News Briefs, October 2006
Robert Byrd Now Longest Serving Senator In History
On June 12, 2006, the 88 year-old West Virginia Senator, Robert C. Byrd marked his 17,327th day in the Senate and thereby become the longest-serving senator in American history. Byrd, who has long held the record for the most Senate votes cast as well as for holding more leadership positions than any other senator in history, now also pulls ahead of the late South Carolina Senator Strom Thurmond, who, previously held the record as the "longest serving senator."
The Senate marked the occasion by appropriate tributes to Byrd, a champion for the funding of American history-related programs. Senators gushed as the good senator struggled to maintain his composure; ultimately he exited the chamber without speaking.
This year Byrd is seeking his ninth term as senator from West Virginia, and, according to some, he faces his toughest re-election campaign in years—against millionaire GOP businessman John Raese. Raese, who is a relative political novice, has the strong support of the Republican Party, which is expected to pour money raised outside of the state into the campaign against Byrd, an outspoken critic of the Bush administration's handling of the war in Iraq.
Should Byrd be defeated, history would lose its most vocal and most important spokesman and appropriator for American history programs. For example, the Education Department's "Teaching American History" initiative, which to date has received over a half-billion dollars, owes its funding directly to Byrd's commitment and support. Byrd's future is in the hands of West Virginia voters.
Kyle-Lott: Is the Cost Really Worth It?
According to a report released by the National Security Archive, as part of a congressionally mandated review of previously released historical documents relating to nuclear energy and weaponry, the Pentagon and the Energy Department have reclassified as national security secrets historical data relating to the size of the American nuclear arsenal during the Cold War. The cost of the review to the American taxpayer is over $3,313 per page, a figure that has raised the eyebrows of government watchdog groups that are questioning the relative cost/benefit of the reclassification program.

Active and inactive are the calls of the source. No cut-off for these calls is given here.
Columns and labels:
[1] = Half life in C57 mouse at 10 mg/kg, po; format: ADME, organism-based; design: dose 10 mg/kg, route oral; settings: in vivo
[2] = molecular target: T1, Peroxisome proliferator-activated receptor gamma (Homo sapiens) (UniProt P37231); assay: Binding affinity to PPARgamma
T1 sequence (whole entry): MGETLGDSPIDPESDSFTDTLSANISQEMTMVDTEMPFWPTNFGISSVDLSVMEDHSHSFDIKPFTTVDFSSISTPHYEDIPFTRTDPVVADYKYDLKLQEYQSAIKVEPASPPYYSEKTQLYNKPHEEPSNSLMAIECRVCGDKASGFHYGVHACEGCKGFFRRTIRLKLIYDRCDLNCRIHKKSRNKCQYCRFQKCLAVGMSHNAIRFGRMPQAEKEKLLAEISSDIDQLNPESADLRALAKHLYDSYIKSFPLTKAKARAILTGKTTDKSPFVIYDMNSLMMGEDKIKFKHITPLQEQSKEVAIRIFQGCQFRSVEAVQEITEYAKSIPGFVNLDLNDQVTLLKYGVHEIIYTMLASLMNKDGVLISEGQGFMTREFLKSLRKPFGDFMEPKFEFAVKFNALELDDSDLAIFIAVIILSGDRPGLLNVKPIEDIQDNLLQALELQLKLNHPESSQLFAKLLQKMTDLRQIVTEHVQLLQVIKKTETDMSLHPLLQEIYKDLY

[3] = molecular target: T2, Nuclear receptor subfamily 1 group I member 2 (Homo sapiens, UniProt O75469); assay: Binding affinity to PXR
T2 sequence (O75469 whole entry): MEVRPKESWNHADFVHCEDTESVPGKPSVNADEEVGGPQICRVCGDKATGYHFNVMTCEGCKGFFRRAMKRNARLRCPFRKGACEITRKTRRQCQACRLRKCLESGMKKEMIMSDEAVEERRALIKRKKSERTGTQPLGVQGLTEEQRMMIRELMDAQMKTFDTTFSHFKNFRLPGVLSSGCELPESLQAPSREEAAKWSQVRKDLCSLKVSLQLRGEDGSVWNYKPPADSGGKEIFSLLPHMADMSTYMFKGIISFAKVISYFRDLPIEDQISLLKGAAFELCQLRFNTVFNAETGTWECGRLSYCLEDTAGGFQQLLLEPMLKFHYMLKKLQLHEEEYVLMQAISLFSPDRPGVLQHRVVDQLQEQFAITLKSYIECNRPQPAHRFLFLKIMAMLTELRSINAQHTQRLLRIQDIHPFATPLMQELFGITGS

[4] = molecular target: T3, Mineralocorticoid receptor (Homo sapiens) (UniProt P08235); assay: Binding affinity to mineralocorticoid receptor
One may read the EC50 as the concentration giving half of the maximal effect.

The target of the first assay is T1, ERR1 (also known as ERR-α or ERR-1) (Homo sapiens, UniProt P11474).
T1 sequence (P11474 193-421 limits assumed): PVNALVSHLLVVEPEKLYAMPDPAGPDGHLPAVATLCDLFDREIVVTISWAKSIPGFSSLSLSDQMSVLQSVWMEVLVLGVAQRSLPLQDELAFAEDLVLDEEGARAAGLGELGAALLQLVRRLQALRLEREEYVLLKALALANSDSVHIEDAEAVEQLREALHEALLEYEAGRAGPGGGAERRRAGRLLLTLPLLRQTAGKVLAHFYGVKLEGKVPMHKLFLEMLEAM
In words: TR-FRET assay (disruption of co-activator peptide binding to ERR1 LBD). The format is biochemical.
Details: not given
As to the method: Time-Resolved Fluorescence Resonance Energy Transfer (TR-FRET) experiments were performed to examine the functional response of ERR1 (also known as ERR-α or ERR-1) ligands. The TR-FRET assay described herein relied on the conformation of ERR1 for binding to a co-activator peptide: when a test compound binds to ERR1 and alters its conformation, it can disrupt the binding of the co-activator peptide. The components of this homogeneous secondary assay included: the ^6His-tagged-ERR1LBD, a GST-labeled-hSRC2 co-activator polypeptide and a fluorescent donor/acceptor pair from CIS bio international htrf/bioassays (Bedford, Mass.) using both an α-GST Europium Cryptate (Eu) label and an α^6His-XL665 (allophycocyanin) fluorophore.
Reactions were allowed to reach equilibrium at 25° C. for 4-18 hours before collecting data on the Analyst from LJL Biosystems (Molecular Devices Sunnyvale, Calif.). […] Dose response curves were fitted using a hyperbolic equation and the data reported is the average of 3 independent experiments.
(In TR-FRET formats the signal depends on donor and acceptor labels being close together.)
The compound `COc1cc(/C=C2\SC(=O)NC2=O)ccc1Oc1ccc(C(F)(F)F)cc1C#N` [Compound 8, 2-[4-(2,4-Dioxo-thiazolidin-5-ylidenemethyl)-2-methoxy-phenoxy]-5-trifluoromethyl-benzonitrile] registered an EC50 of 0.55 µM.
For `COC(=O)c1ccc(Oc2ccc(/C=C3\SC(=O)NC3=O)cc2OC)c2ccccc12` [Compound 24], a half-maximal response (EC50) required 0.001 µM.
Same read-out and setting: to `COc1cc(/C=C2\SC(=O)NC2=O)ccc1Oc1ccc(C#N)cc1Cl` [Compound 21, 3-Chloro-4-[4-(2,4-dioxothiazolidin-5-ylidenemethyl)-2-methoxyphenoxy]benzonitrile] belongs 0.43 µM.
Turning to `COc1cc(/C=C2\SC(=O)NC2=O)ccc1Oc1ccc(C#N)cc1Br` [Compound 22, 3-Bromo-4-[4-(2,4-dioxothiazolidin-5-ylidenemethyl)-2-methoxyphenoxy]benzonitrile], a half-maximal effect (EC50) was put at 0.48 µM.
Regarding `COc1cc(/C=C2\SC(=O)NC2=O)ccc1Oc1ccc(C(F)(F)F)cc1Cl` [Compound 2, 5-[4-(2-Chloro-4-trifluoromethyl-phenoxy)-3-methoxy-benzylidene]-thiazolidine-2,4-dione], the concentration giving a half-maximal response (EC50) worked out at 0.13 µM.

The reclassifications are the result of a wide-ranging review of archival documents that could contain nuclear weapons data that Congress authorized in the 1998. The so-called Kyl-Lott amendments sought to re-screen documents for inadvertent releases information relating to the American nuclear arsenal. Since then, continuation of the costly program has been justified in terms of its potential to thwart terrorism.
In implementing Kyl-Lott, to date the Energy Department has spent some $22 million. To that end the department has surveyed more than 200 million pages of previously released public documents. The program has certainly kept young historians and contract researchers employed, but there are serious questions relating to the relative cost/benefit of the program and whether America is actually any safer as a result of the re-review. According to sources, there is no documented evidence of terrorists ever seeking information from archival or historical documents deposited in a NARA facility that has been of use in planning or executing a terrorist attack.
The Department of Energy has informed Congress that to date a total of 6,640 pages have been withdrawn from public access as a result of the re-screening. This comes at a total per-page cost of $3,313, but even this figure is deceptively low as the majority of the documents being withheld involves hold a lesser classification than that of "Restricted Data"—a classification that could potentially include weapon systems design information that possibly could be of use to a potential terrorist.
Agency officials, however continue to justify the re-review and reclassification. According to Bryan Wilkes, a spokesperson for the National Nuclear Security Administration, "There's no question that current classified nuclear weapons data was out there that we had to take back..by today's environment, where there is a great deal of concern about rogue nations or terrorist groups getting access to nuclear weapons, this [program] makes a lot of sense."
But according to critics, there is no national security reason for the administration to keep such historical information classified, especially since it has been publicly available for years and in some cases had been specifically turned over to America's then number one enemy, the Soviet Union, in order to comply with provisions in two strategic arms reductions treaties. According to National Security Archive director Thomas Blanton, "What's really at risk is accountability in government.
—Bruce Craig is director of the National Coalition for History. He can be reached at firstname.lastname@example.org.
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